The voices of A-bomb survivors are getting lost in this multimedia environment as the world stage has become crowded. Hibakusha’s legacy and teachings are taking the back seat in this over-informed, twenty four hours a day news cycles, twitter accounts, and online newsfeeds, in order to leave room to sensationalism and junk news. The world media has its own biased political agendas to present to the world, most of the time purposely avoiding socially relevant issues in favor of mundane topics too insignificant to dignify in any respectful media environment. I call these the politics of distraction; feed the audiences with the futile and hope they forget or do not notice what is relevant. Therefore, how can we hold on to one of the most important lessons in modern history? How can we employ the detailed recollections of hibakusha and introduce them into the global discourse against weapons of mass destruction’s proliferation? How do we preserve and advance hibakusha’s memories as vivid and tangible testimonies of what not to repeat? How do we involve current generations into advocating for an atomic bomb free world? In this paper, I am looking at personal narratives both inside and outside of Japan; I am listening to young and mature voices’ position on this matter; I am evaluating the legacy of the Atomic bomb discourse, as it developed in A-bomb survivors’ personal narratives, in a contemporary and intercultural context, to call also for more participation from all nations into the world peace movement that the city of Hiroshima has been promoting since 1945.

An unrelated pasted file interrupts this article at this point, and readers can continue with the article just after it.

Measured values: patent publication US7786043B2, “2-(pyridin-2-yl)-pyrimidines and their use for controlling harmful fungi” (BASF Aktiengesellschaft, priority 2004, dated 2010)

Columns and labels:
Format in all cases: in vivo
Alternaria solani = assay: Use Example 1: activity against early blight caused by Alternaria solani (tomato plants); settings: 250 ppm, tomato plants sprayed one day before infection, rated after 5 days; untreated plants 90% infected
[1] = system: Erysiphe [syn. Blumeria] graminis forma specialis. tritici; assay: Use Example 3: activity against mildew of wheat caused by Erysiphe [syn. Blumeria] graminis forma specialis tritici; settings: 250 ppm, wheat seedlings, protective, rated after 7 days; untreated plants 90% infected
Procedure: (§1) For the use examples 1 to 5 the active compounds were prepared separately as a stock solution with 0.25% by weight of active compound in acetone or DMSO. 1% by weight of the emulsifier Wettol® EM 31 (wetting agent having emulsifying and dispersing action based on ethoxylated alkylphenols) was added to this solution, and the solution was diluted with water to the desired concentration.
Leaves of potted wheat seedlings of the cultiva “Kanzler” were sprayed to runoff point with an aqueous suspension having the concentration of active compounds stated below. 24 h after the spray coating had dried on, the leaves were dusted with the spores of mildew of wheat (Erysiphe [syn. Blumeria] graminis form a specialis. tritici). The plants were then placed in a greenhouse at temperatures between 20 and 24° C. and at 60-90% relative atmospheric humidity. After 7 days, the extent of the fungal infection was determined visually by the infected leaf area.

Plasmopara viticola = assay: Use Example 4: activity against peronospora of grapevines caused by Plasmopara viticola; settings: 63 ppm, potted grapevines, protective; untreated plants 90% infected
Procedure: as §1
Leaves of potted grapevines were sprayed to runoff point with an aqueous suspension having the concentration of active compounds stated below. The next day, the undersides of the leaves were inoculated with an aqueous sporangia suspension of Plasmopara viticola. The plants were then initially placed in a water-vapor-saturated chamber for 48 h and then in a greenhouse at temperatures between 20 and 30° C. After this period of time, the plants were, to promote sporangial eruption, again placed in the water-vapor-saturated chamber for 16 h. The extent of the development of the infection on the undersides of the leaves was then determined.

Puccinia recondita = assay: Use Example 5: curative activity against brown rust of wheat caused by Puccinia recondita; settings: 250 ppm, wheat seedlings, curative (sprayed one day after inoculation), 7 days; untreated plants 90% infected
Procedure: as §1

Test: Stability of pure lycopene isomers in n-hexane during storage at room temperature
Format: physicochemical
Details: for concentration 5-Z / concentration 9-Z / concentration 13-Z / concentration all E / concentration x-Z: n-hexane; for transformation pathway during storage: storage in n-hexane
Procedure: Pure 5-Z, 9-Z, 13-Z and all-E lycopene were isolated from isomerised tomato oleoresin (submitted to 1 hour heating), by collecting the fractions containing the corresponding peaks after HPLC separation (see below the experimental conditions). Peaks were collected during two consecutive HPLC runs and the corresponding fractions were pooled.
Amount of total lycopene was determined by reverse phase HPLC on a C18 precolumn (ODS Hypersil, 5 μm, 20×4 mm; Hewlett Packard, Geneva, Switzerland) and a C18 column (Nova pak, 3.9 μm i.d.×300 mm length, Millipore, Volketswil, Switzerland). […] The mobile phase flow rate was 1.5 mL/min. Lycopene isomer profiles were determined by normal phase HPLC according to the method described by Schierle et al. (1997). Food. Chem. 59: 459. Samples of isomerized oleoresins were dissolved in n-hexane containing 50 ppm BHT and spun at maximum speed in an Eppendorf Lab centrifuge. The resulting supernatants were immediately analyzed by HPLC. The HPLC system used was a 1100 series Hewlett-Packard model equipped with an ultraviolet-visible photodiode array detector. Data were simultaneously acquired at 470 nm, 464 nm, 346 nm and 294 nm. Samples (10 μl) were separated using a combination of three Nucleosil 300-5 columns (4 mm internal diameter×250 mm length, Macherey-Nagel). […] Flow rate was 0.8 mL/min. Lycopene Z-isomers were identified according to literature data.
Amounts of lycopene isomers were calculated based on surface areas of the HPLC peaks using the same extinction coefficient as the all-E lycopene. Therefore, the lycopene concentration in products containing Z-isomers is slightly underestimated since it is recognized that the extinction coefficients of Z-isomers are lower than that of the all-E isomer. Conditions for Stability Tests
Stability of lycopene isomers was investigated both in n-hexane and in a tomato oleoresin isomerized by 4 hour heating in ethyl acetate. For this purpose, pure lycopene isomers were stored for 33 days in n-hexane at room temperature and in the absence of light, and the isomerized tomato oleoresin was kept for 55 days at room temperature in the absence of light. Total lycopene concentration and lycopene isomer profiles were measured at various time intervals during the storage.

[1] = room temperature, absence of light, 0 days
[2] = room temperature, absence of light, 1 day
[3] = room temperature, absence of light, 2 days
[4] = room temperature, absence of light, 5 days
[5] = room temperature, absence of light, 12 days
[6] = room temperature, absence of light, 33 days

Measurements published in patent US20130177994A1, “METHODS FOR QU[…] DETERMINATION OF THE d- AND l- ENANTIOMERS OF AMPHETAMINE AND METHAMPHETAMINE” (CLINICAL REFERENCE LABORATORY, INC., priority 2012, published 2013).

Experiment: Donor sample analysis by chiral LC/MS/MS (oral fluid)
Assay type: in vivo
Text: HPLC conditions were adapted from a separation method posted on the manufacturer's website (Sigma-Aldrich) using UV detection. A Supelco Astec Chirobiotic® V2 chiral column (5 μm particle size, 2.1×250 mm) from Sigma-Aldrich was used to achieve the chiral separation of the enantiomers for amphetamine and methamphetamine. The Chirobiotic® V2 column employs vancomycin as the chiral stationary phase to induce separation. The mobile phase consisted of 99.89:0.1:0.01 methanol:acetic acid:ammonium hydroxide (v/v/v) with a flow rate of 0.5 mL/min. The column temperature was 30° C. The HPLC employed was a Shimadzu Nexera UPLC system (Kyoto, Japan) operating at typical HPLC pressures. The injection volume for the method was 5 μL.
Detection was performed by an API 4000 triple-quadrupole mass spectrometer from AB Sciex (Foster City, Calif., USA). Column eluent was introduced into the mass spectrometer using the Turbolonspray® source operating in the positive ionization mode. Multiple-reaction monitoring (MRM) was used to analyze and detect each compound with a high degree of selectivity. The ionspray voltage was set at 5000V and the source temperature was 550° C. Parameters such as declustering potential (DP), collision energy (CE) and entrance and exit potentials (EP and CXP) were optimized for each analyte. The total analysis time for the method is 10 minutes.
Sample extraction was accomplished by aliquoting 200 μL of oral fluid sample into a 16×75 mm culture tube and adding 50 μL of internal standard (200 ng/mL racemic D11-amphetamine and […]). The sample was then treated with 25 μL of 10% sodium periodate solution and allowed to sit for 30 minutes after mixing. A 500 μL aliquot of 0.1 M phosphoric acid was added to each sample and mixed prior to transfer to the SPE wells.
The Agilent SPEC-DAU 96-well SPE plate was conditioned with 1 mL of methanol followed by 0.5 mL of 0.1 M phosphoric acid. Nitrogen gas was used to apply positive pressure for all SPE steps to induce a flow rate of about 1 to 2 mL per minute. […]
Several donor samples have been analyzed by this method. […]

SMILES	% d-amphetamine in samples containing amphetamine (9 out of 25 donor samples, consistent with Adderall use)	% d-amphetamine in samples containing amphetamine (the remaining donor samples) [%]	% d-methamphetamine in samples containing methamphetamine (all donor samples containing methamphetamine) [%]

Gloria R Montebruno Saller, University of La Verne, United States
This paper is part of the LibrAsia2014 Conference Proceedings (View)
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